While the current solar panel market is still dominated by crystalline silicon solar cells, thin-film solar cell technologies based on chalcogenides are dramatically increasing their market penetration. Apart from device performance, price volatility issues, rare earth elements scarcity issues, and potential environmental issues have raised some concerns about both CdTe and CIGS. A frontrunner in the search for the next generation of thin film photovoltaic materials are low-cost quaternary copper-zinc-tin-sulfide (CZTS) and copper-zinc-tin-chalcogenide (CZTSSe). Notably, these materials are composed of naturally abundant elements in the Earth's crust and have very low toxicity. New research show that there are other chemical routes that use much more benign solvents by demonstrating a simple and facile solution phase method to form CZTS thin film solar cell using commercially available precursors and non-toxic solvents with high yield.
In recent years various bottom-up processes (such as growth techniques) and top-down processes (such as electron beam, lithography, nanoimprint) have been used to produce one dimensional nanostructure on semiconductor substrate. All these approaches involve nanoscale prepatterning or extreme fabrication conditions; hence, they are often limited by associated high cost and low yield. In a novel nanomanufacturing process known as Simultaneous Plasma-Enhanced Reactive Ion Synthesis and Etching (SPERISE), researchers have integrated both nanoscale bottom-up synthetic and top-down etching approach. This eliminates the expensive prepatterning steps and hence give rise to ultrahigh throughput, better reliability, high yield and above all, low cost.
Despites huge research funding for photovoltaics, contribution of solar cells to energy market is still negligible. The major obstacle is high production cost of silicon solar cells: current solar cell market is dominated by silicon technology. Bulky and rigid silicon solar cell with a power conversion efficiency above 10% and a lifetime of 25 years have become the benchmark in photovoltaic industry. However, there are plenty of scopes for disposable and inexpensive solar cells with a moderate efficiency and a shorter lifetime, which can be compared with plant leaves with a typical efficiency of 3-7% and a lifetime less than a year. Here is an example of research that was motivated to produce cheap and disposable solar cells with a moderate power conversion efficiency.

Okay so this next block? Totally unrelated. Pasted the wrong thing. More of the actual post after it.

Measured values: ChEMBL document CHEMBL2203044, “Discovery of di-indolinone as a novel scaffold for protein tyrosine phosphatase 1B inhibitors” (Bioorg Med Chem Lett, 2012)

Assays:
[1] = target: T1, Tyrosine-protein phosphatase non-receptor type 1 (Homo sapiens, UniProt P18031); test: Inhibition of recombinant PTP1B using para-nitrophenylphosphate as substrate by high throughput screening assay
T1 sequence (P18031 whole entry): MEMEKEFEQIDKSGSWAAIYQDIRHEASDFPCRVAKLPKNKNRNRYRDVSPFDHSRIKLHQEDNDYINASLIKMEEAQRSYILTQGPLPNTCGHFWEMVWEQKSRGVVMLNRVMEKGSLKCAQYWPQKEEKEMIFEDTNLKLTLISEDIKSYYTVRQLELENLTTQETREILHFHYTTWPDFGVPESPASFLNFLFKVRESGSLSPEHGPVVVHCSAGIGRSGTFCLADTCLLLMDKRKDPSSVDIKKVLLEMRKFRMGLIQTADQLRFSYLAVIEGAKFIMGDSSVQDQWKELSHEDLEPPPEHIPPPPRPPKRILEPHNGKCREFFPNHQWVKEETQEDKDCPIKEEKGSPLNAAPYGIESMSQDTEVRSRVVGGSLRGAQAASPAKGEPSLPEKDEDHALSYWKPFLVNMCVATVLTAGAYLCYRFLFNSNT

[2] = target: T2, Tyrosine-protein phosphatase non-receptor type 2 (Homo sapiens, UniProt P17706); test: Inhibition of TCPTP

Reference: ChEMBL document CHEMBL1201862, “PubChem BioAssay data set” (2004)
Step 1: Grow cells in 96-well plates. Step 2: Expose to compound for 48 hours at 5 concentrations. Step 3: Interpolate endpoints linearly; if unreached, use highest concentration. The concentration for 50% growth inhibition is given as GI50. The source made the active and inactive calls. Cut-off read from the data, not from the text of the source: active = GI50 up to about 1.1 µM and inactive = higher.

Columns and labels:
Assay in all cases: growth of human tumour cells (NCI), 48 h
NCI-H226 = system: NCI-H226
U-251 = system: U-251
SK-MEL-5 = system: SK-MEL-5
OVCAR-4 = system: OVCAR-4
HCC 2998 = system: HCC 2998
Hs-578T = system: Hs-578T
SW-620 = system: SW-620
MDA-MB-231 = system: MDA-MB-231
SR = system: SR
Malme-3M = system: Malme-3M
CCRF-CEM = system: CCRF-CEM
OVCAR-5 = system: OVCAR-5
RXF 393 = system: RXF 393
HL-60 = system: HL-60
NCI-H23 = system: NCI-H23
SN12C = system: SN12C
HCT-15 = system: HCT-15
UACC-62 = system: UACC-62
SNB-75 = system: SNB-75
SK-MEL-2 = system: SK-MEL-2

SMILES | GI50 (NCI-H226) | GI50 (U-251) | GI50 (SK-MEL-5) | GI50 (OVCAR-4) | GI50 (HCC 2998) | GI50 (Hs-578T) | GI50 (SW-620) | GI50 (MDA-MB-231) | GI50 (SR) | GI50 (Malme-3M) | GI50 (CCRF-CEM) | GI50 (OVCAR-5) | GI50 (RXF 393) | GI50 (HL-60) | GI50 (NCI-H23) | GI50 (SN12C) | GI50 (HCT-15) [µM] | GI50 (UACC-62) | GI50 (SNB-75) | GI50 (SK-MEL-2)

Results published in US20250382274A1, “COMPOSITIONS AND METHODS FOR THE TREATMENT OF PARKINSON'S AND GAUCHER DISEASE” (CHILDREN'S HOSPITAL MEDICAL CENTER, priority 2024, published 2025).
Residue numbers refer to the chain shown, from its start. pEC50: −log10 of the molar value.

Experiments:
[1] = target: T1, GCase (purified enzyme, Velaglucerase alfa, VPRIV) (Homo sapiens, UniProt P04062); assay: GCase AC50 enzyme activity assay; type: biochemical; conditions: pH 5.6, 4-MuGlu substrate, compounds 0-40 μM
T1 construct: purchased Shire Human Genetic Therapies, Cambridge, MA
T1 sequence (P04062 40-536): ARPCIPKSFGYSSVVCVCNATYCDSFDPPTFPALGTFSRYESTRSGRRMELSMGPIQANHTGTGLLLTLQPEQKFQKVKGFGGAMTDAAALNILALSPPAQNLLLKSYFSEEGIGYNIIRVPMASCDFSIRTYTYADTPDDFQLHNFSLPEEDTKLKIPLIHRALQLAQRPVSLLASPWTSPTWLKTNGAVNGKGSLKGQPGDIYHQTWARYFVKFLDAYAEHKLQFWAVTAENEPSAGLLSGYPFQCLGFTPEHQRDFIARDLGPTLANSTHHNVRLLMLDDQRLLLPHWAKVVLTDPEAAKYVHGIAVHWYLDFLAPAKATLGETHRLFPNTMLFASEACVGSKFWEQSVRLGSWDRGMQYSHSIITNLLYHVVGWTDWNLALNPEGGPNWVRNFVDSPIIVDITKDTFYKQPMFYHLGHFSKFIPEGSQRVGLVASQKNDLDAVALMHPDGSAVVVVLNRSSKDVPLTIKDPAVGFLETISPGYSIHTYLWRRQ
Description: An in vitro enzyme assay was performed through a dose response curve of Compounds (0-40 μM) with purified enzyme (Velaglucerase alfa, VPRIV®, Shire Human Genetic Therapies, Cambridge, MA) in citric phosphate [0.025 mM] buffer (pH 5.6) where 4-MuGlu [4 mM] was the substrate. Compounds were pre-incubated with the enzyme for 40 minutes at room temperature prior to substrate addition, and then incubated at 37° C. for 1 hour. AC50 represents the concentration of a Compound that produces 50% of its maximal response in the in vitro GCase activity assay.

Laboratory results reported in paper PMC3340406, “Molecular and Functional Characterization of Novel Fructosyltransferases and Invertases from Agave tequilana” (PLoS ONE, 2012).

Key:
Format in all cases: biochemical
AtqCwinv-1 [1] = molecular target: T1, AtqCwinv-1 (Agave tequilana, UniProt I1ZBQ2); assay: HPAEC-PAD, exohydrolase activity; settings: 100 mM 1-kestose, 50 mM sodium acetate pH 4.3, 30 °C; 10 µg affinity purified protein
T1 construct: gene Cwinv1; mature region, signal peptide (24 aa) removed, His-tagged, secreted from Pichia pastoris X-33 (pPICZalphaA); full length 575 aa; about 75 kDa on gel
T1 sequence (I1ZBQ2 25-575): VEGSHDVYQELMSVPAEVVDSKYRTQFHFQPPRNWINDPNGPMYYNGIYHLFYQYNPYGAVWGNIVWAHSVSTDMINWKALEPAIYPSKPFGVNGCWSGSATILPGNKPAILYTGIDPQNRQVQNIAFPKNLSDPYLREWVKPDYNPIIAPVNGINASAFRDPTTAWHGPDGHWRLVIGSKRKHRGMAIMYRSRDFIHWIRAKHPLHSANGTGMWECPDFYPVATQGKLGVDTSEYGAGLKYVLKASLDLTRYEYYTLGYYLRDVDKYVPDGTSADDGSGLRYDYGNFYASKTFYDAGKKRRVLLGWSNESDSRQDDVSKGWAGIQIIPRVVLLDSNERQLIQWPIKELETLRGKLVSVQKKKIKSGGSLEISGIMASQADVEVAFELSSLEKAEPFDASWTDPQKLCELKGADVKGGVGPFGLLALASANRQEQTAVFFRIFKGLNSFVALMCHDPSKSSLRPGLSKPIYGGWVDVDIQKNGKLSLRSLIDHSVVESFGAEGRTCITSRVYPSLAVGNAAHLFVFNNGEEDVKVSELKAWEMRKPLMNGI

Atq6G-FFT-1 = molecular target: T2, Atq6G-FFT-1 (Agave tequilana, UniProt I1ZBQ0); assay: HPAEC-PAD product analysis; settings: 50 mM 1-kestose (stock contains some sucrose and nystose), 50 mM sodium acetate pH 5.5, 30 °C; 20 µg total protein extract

Dye-sensitized solar cells (DSSCs) are among the most promising photovoltaic devices for low-cost light-to-energy conversion with relatively high efficiency. While the DSSC is a fairly mature design, researchers are still trying to improve its efficiency with various techniques. To date, the most commonly used counter electrode in DSSC is fluorine doped tin oxide glass coated with a thin layer of platinum. However, as a noble metal, the low abundance and high cost hinder platinum from being used for large-scale manufacturing. In the quest to seek alternative counter electrode materials for expensive and scarce platinum, a group of scientists has now explored the use of abundant ternary or quaternary materials as potential substitutes for platinum.